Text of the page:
Discharging the Jury

  56. If nothing can be done to prevent a miscarriage of justice arising from the breach the jury may need to be discharged (see, e.g., R v SWC (2007) 175 A Crim R 71).

    Content of the Direction

  57. The charge given in relation to a breach of the rule in Browne v Dunn is properly seen as a "direction" rather than a "comment". The judge is instructing the jury that, as a matter of law, they may use counsel’s failure to cross-examine a witness in a particular manner (R v McDowell [1997] 1 VR 473).
  58. This section addresses the following directions in turn:

    Defence Breaches of the Rule in Browne v Dunn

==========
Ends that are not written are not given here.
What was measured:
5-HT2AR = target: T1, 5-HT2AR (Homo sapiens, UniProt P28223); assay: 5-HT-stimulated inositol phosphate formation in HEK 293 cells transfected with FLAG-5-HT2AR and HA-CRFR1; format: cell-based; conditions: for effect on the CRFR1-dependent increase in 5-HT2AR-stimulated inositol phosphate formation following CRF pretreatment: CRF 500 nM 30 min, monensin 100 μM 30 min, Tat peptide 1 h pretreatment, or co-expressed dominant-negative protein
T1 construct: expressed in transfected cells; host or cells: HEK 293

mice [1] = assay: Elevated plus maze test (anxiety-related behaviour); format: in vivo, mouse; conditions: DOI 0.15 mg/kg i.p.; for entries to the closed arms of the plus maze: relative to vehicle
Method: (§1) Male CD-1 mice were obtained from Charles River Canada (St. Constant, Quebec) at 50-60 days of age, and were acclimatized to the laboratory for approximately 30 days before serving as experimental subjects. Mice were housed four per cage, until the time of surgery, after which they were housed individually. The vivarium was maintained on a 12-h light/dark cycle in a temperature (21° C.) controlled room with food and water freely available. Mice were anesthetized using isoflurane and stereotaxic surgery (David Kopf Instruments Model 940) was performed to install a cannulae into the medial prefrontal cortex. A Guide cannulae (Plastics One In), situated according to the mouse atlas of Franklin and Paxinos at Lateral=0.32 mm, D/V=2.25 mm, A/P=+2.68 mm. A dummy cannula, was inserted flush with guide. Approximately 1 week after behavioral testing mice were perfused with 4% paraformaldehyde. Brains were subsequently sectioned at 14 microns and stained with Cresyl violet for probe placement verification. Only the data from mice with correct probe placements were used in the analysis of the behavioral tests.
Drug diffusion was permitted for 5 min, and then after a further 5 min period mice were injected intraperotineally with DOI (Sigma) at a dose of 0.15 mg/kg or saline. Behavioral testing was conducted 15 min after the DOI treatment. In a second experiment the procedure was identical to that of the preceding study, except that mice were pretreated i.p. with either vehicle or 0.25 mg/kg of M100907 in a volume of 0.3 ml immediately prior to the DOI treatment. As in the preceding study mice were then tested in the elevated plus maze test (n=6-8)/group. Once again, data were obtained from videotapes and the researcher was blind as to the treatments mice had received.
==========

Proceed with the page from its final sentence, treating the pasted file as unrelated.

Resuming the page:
Overview of Directions

  59. In most cases where a direction is necessary (see above), the judge should only direct the jury that the breach can be taken into account when assessing the weight of the contradictory evidence or the inferences that flow from that evidence (R v Morrow (2009) 26 VR 526; R v Coswello [2009] VSCA 300; KC v R (2011) 32 VR 61).
  60. Only in exceptional cases should the judge consider directing the jury that an adverse inference as to credibility may be drawn against the accused due to the breach. This will generally not be appropriate (R v Morrow (2009) 26 VR 526).
  61. Where a Browne v Dunn direction is given, the judge should usually explain that there may be good reasons why a party failed to comply with the rule (R v MG [2006] VSCA 264; R v Manunta (1989) 54 SASR 17; R v Thompson (2008) 21 VR 135).
  62. Each of these directions is discussed in more detail below.